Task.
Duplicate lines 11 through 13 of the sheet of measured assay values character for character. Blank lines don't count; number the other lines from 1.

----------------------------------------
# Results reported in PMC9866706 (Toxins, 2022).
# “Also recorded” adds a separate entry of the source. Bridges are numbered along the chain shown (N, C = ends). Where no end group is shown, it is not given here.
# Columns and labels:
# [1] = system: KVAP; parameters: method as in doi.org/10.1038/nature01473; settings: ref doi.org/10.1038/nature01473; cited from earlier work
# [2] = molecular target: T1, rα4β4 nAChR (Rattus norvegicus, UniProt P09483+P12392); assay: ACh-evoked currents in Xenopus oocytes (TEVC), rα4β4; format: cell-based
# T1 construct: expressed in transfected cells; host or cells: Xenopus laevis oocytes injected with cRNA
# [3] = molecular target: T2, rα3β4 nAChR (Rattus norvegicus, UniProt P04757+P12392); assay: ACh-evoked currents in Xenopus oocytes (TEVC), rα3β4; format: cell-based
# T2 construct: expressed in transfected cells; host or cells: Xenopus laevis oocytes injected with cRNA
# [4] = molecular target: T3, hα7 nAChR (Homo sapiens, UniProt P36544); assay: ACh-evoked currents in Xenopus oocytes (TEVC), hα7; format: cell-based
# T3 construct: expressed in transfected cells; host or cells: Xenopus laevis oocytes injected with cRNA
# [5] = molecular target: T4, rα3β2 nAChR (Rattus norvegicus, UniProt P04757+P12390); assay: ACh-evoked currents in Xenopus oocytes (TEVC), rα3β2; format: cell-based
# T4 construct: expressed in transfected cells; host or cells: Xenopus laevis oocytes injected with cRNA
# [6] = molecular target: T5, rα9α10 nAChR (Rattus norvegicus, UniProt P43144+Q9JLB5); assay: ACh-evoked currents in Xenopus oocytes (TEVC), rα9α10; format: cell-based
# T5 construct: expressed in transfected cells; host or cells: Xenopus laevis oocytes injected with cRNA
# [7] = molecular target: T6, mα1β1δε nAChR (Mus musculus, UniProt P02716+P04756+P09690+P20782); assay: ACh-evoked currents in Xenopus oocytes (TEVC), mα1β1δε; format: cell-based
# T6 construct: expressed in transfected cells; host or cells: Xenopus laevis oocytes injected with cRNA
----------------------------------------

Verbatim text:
# [5] = molecular target: T4, rα3β2 nAChR (Rattus norvegicus, UniProt P04757+P12390); assay: ACh-evoked currents in Xenopus oocytes (TEVC), rα3β2; format: cell-based
# T4 construct: expressed in transfected cells; host or cells: Xenopus laevis oocytes injected with cRNA
# [6] = molecular target: T5, rα9α10 nAChR (Rattus norvegicus, UniProt P43144+Q9JLB5); assay: ACh-evoked currents in Xenopus oocytes (TEVC), rα9α10; format: cell-based